I have to say, honestly, I have more pessimistic moods in recent years than I did in 2006, and maybe I have grown more cynical but my aim is always to be cautiously optimistic. Pessimism is not helpful to anyone, including the pessimist.

Worth it?

The Anti-Gnostic posted a piece on the recent disturbing story about a teen-aged Hispanic girl who, having recently fallen into the company of MS-13 gang members, was murdered. No less than six juveniles and four adults appear to have been involved in the killing. All the names of the suspects are Hispanic, and it seems probable most were foreign-born. Whether they were illegal is irrelevant; they could just as easily be here legally, or some might be ‘anchor babies’, considered legal by some.

This story, though it’s the latest, is one of many, as MS-13 and its equivalents put down stakes all over this country — even in the small community where I live, which is not all that ”diverse and enriched” as yet. It’s sad for the families and sad for our country as we risk becoming inured to this process of assimilation towards Third World norms.

I just began wondering, though, suppose the liberals’ hoped-for scenario comes into being, and that we gradually become used to all this diversity, and we become a rainbow nation wherein we all ‘accept and celebrate our mutual differences.’ Granted, Whites will be a small minority amongst the rest, but what of it? Race is a social construct; we all bleed red, and this is a proposition nation, after all. The Salvadorean and other gang-bangers’ progeny will be just one more variety of Americans amongst the colorful mosaic. And on and on.

But a hundred years from now, will people shrug their shoulders and accept the presence of these violent gangs and their ways as just one small price to be paid for the rich pageant of ‘diversity’ — much as most Americans now think that the Mafia isn’t so bad; we’ve enjoyed lots of good movies, novels, and TV series about the Mafiosi (the Sopranos, the Godfather, etc.), and then there’s all the wonderful food and cultural enrichment. So the introduction into our country of the Black Hand Society, the Mafia, and in our day, the (((‘Russian mafia‘))) and so on are just part of the package. Really not so bad, if we keep a sense of perspective, right?

One appalling story after another of gang murders and various atrocities and it’s all old hat, yesterday’s news. We have a way of growing jaded and accepting of things which should never be thought of as acceptable. That’s probably what the powers-that-be are counting on.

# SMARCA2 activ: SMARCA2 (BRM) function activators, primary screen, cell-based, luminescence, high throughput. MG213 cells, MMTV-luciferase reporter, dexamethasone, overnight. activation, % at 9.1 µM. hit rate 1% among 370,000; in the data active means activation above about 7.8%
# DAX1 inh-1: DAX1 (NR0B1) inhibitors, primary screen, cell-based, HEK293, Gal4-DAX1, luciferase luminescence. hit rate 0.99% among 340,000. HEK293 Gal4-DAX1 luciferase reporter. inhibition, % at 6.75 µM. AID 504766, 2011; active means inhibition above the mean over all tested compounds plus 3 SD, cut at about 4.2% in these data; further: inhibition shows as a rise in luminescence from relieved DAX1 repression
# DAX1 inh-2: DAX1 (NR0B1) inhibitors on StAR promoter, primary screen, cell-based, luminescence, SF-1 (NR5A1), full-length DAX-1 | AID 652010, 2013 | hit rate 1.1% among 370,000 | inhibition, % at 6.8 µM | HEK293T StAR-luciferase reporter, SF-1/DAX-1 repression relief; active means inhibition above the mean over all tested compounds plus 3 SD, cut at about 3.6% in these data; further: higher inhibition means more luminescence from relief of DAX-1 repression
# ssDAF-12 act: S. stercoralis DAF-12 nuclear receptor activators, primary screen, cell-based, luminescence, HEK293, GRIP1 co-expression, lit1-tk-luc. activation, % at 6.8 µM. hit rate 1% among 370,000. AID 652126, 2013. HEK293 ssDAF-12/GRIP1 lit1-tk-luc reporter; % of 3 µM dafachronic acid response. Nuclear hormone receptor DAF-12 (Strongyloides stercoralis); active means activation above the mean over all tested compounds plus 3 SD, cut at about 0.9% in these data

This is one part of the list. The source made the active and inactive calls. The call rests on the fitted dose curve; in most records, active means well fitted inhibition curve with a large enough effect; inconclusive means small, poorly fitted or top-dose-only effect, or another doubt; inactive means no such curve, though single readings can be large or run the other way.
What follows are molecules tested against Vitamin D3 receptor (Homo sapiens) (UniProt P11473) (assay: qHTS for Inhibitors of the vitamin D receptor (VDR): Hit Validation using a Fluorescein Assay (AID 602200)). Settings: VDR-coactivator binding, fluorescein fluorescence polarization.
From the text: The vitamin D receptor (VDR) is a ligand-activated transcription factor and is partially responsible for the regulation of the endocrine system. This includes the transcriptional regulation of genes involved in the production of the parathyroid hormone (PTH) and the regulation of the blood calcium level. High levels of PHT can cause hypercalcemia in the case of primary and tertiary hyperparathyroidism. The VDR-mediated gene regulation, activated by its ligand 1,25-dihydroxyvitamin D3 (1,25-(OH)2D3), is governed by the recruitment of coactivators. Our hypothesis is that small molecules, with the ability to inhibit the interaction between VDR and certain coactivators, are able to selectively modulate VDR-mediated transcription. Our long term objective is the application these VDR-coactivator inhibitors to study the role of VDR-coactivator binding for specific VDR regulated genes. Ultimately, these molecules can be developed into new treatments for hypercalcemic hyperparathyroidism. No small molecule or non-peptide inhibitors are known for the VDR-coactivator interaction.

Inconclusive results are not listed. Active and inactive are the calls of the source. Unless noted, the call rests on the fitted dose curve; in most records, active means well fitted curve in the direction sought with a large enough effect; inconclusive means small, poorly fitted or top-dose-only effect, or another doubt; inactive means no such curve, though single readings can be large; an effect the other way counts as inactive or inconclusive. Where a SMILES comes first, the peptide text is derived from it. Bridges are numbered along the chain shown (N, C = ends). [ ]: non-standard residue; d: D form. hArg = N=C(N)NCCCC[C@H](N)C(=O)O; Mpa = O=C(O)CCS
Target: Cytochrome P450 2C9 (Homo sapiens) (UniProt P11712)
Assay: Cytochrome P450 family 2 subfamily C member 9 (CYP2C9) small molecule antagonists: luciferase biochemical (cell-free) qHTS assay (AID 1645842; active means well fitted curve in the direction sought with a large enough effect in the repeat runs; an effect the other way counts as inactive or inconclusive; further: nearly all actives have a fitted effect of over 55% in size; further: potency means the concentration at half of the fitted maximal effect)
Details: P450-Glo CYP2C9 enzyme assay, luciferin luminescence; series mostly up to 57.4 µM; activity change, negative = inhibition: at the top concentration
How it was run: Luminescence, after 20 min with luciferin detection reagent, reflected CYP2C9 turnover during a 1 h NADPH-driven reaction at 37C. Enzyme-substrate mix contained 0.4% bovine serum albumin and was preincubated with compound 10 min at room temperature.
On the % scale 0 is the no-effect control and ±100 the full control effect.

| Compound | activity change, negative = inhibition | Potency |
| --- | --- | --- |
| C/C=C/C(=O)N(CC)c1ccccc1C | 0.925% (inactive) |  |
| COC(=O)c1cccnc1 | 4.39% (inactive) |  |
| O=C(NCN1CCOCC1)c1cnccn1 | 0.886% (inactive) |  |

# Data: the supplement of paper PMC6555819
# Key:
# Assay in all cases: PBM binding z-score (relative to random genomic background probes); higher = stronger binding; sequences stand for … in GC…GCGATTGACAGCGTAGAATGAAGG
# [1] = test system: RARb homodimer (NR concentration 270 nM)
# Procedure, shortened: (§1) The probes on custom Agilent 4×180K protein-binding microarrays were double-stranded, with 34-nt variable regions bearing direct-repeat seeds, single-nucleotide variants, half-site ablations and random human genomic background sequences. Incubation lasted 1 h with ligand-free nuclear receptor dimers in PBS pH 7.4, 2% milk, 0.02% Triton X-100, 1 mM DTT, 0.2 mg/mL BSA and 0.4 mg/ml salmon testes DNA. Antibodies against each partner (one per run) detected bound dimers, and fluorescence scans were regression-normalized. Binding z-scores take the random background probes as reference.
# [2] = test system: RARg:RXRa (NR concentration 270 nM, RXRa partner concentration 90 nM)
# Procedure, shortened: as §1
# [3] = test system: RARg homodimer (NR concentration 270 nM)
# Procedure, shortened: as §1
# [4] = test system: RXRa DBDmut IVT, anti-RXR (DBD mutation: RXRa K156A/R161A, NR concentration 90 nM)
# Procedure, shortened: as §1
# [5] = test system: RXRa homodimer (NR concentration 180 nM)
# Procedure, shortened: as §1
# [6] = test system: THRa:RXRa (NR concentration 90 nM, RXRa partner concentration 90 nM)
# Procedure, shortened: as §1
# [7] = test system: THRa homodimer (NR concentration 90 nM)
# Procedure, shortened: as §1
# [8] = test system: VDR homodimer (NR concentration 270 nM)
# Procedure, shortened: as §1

On the uses of genealogy

I often urge people to investigate their family tree, if they haven’t already done so. It’s becoming more common for people to be DNA-tested, and that has its uses, but genealogy really brings our ancestors to life by giving them names, locations, and many other details that make them flesh-and-blood people to us.

The following quote is from a book published in 1881, and oddly it seems especially appropriate for our time in which there is so much confusion about nationality, ethnicity, and our place in this multicultural Babel in which we live.

I’ve bolded the parts I find most pertinent to our situation:

“Ought any one to be entirely indifferent to the channels in which his own blood has come to him?

Whether it has flowed down in the veins of nobles or peasants, whether he has a reason before his fellow-men for honest pride in the exploits or for satisfaction with the mere respectability of his ancestors he surely has ground for desiring to know for himself what are his connections with the past. But irrespective of all reference to the utility of such knowledge, there is an instinct in all right minds which constrains them to such an interest. A part of the same respect and love which every true man feels for the father and mother who bore him is carried back to the whole line of his progenitors. The pleasure which most persons take in such studies springs therefore from one of the profoundest and most useful of human instincts. It deserves encouragement, among all classes of society.

There is nothing to make it more appropriate for the rich than for the poor. An honored and virtuous ancestry is quite as much a source of pride to such as have no other inheritance, as those who glory in large ancestral titles and estates. And it may be as powerful an incentive so to live as to command the veneration and esteem of coming generations. There may be some exaggeration, but there is truth in the motto of the American College of Heraldry, “He who careth not whence he came, careth little whither he goeth.”

It is for this reason, we think, that there are instincts in nature which prompt to this as to all moral duties. The common proverb, “Blood is thicker than water,” expresses a truth which is almost universally felt, and implies an affection seldom appealed to in vain. It may at times need development, and often may be overborne by stronger passions, but such a fortune it shares with all other mental qualities. It is, therefore, one of those deep principles which are “the inspiration of the Almighty that giveth understanding.”